Aviophobia, the fear of flying, is very real to many people. Studies have shown that as many as 40 percent of air travelers experience some anxiety about flying. The National Institute of Mental Health estimates that 6.5 percent of the U.S. population, about 20 million people, have such an intense fear of flying that it qualifies as a phobia.
According to the “Freedom to Fly” program, created and led by Dr. Martin Seif, aviophobia stops people from flying for vacations, family gatherings, and “other priceless experiences.” It can put a career in jeopardy for those who must travel for business.
People avoid flying due to many issues, including a lack of knowledge about how a plane flies, what happens during flights and flying’s true dangers. According to Dr. Seif, “Anxiety loves ignorance,” and education can eliminate many fliers’ concerns.
When flying, I often see passengers holding on to their armrest so tightly they have white knuckles. I’ve seen them gasp when they hear typical flight noises and become pale from fear at the slightest change of engine noise.
If that’s you, I’ve got some information you can use to stay calm and fight your anxiety.
• The hole in the bottom of your airplane window is a safety feature. There’s no reason to be anxious about it. It’s a “breather hole.” It’s used to regulate the pressure between the outer and inner window panes of aircraft windows. It also keeps the windows fog-free.
• While your plane is at the gate, it’s okay if you hear banging from underneath the plane and a shake or two. It’s the luggage being loaded, along with any cargo the plane’s hauling.
• It’s normal for your plane’s lights to flicker just before the engines start roaring. The lights flicker when your plane switches from airport power to internal power. When your plane’s jet engines are started, they will initially roar. You might simultaneously hear the plane’s air conditioning go silent and air flow stop at engine start. The plane is merely using all its power to start the engines. The air conditioning will turn back on quickly.
• Rhythmic light bumps and sounds are typical during taxiing prior to takeoff, and after landing. Aircraft landing gear shock absorbers are designed to handle the impact of landing. They aren’t designed to be like automobile shock absorbers to give a smooth ride. As a result, you’ll often hear and feel light bumping while your plane taxies, and sometimes during takeoff and landing.
• Before takeoff it’s normal to hear a whirring sound coming from the wings. The sound comes from the flaps being extended. The flaps, located at the rear of the wings, are used to increase “lift” for takeoff and landing.
• At takeoff, the engines will make a loud roaring sound as they are powered up to get to takeoff speed quickly. That may cause some noisy vibration in the cabin. Anything that’s the least bit loose in the cabin will vibrate and make noise during takeoff. On my last flight, a pair of coffee pots were clanking in the galley.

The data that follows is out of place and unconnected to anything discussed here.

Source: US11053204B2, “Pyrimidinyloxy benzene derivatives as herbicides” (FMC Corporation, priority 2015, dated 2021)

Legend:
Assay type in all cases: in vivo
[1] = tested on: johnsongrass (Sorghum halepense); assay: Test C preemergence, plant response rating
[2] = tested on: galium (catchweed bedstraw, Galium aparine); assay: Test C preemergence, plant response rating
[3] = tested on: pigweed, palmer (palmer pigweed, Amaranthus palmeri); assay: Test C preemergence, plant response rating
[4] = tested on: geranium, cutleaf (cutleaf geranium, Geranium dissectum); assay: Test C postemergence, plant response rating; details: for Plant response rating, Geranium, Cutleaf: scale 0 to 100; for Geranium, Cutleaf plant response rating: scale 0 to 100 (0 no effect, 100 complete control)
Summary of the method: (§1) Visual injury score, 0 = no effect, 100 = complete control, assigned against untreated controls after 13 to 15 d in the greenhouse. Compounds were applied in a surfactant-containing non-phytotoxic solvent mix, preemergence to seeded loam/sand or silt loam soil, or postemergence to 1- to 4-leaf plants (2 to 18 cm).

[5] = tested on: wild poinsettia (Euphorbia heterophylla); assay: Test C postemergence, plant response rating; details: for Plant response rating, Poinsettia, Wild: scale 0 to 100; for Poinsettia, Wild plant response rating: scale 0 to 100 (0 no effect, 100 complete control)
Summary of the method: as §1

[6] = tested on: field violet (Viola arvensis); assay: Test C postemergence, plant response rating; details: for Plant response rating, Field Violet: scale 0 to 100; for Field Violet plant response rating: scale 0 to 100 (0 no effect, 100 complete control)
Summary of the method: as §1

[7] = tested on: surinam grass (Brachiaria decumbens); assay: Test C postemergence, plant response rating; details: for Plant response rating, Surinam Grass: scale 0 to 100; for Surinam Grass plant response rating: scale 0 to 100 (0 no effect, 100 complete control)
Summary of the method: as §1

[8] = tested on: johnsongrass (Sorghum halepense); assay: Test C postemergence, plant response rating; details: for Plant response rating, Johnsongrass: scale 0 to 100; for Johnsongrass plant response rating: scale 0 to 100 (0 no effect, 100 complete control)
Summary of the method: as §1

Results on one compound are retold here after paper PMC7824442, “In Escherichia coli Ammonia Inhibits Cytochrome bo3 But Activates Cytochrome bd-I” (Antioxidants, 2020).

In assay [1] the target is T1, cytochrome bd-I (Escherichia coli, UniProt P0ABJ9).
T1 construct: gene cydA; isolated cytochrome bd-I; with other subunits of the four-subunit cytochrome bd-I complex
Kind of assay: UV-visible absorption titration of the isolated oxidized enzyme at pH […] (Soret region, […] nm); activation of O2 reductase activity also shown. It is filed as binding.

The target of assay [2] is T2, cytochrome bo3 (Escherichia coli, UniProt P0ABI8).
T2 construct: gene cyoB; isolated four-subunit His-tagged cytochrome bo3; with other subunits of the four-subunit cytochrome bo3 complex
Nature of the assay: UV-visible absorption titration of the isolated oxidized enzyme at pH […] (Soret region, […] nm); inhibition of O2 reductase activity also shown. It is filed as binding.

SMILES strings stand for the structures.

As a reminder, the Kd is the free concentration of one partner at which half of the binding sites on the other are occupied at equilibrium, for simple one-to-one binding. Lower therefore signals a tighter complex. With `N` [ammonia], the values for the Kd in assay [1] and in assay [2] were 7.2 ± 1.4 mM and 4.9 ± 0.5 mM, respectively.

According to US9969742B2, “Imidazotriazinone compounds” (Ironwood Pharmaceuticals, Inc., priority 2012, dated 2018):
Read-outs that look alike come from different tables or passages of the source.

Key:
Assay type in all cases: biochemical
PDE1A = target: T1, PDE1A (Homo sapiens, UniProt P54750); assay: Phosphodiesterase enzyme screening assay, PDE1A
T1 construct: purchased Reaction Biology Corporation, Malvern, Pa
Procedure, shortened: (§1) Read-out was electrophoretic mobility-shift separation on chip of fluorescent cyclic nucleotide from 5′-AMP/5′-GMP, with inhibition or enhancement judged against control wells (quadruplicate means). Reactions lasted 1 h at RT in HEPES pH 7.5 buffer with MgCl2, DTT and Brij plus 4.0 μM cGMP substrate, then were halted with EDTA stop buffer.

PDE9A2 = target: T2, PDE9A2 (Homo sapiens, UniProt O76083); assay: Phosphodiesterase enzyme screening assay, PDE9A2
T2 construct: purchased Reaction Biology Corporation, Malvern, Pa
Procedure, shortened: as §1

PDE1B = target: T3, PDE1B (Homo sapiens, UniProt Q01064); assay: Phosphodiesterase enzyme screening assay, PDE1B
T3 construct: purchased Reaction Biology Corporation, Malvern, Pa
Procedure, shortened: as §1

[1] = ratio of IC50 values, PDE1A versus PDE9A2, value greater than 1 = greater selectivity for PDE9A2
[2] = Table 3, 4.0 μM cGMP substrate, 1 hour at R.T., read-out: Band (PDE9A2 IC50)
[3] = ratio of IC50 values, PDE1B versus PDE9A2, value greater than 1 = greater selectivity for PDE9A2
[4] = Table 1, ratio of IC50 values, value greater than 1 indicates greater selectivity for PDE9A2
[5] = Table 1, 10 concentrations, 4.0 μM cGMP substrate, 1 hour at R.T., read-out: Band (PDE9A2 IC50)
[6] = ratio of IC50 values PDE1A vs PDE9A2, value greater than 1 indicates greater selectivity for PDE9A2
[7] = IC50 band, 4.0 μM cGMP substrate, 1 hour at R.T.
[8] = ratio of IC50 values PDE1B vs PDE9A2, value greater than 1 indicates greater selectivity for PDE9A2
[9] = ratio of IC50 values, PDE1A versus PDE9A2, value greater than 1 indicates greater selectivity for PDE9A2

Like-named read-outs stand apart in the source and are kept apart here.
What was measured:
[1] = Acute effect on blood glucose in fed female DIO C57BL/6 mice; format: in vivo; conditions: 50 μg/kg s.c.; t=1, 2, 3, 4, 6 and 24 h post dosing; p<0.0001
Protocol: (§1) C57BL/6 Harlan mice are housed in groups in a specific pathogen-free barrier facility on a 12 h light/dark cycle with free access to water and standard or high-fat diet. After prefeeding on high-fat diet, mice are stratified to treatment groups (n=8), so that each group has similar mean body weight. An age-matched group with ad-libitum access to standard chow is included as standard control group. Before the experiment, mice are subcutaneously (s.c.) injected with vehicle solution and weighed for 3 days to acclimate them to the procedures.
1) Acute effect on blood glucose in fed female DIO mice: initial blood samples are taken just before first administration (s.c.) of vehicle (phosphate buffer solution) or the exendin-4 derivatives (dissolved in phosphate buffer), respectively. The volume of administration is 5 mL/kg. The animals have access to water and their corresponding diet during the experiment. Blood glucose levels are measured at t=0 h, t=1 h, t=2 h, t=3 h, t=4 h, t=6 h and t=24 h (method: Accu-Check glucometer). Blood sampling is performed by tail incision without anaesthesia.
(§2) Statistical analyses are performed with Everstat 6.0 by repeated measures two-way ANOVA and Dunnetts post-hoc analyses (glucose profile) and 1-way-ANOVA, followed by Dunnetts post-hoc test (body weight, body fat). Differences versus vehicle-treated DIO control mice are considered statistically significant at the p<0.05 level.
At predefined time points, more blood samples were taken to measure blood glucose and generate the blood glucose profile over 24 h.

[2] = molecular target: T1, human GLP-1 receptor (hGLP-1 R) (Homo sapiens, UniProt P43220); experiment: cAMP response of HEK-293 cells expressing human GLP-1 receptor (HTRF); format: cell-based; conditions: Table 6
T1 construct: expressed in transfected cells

• Until retracted, the landing gear will typically produce noise from wind hitting them. You may hear a thud when they retract and the doors close which cover them.
• It’s normal to hear different sounding chimes during your flight. They’re signals for the flight attendants.
• It’s okay for the engines’ noise to subside when a plane levels off. At “cruising altitude” less power is needed to maintain your plane’s speed, so the engines run quieter.
• When your plane begins its descent, its engine noise will diminish. The pilot is slowing the plane by reducing engine power.
• During landing it may appear as if part of the wing is flapping. It’s not. It’s the wing’s flight spoilers being deployed to slow the plane. When used, they make a rumbling sound and cause some vibration.
• Don’t be startled by a sudden loud roar of wind as the plane nears the airport to land. It’s the landing gear being deployed and the wind hitting it. You’ll also hear the whirring sound of the flaps being extended again, to give the plane more “lift.”
• During landing, close to the airport, at low altitude, it’s okay if the plane shakes a bit. The engine noise may vary, too. It’s because the plane is going slowly and the pilot is adjusting engine power to maintain proper speed.
• The bump you feel at landing is normal. You should feel reassured by a bump or two. That means the plane is on the ground. You’ll then quickly hear a loud engine roar. It’s from the thrust reversers quickly slowing the plane. You may hear some brakes squeaking, too.
The strange sights you see in planes, like the hole in your window, the bumps while the plane’s taxiing at the airport, the vibration you might hear or feel, and all those strange sounds are typically normal and nothing to fear. In fact, when you see, feel and hear them, you should be comforted that your flight is proceeding normally.
(Image: United Airlines flight landing at Philadelphia International Airport – Copyright © 2015 NSL Photography. All Rights Reserved.)
After many years working in corporate America as a chemical engineer, executive and eventually CFO of a multinational manufacturer, Ned founded a tech consulting company and later restarted NSL Photography, his photography business. As a well known corporate, travel and wildlife photographer, Ned travels the world writing about travel and photography, as well as running photography workshops, seminars and photowalks. Visit Ned’s Photography Blog and Galleries.